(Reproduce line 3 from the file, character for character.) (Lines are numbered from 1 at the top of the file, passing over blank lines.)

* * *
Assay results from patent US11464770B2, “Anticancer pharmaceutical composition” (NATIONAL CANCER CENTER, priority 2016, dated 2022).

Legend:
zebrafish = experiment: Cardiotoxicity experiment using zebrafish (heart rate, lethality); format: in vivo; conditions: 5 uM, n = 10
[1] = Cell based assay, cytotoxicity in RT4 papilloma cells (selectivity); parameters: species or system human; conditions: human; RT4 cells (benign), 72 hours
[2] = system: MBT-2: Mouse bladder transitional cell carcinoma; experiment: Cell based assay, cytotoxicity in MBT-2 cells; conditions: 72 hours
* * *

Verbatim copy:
zebrafish = experiment: Cardiotoxicity experiment using zebrafish (heart rate, lethality); format: in vivo; conditions: 5 uM, n = 10